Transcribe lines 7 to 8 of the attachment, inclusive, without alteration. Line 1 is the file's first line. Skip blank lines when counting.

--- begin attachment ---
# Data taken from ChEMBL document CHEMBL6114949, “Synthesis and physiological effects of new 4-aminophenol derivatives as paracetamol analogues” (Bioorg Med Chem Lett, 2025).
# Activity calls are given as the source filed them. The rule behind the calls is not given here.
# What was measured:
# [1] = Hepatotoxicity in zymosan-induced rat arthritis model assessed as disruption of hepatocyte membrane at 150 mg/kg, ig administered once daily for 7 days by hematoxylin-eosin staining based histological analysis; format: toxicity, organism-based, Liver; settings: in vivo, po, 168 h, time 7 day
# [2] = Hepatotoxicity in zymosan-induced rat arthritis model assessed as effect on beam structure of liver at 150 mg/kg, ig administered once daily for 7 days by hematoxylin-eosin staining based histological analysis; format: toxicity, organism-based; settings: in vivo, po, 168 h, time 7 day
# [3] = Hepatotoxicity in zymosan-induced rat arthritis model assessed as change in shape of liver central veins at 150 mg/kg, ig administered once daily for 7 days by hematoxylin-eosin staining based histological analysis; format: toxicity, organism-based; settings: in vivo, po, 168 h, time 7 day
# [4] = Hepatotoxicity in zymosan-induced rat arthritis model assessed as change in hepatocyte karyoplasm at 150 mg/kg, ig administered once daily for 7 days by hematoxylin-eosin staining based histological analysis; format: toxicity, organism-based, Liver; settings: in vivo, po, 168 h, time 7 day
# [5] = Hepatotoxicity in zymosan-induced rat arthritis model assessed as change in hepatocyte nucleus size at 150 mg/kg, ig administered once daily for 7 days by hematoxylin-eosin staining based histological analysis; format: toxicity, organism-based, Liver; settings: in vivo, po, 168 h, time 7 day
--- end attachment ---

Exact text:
# [4] = Hepatotoxicity in zymosan-induced rat arthritis model assessed as change in hepatocyte karyoplasm at 150 mg/kg, ig administered once daily for 7 days by hematoxylin-eosin staining based histological analysis; format: toxicity, organism-based, Liver; settings: in vivo, po, 168 h, time 7 day
# [5] = Hepatotoxicity in zymosan-induced rat arthritis model assessed as change in hepatocyte nucleus size at 150 mg/kg, ig administered once daily for 7 days by hematoxylin-eosin staining based histological analysis; format: toxicity, organism-based, Liver; settings: in vivo, po, 168 h, time 7 day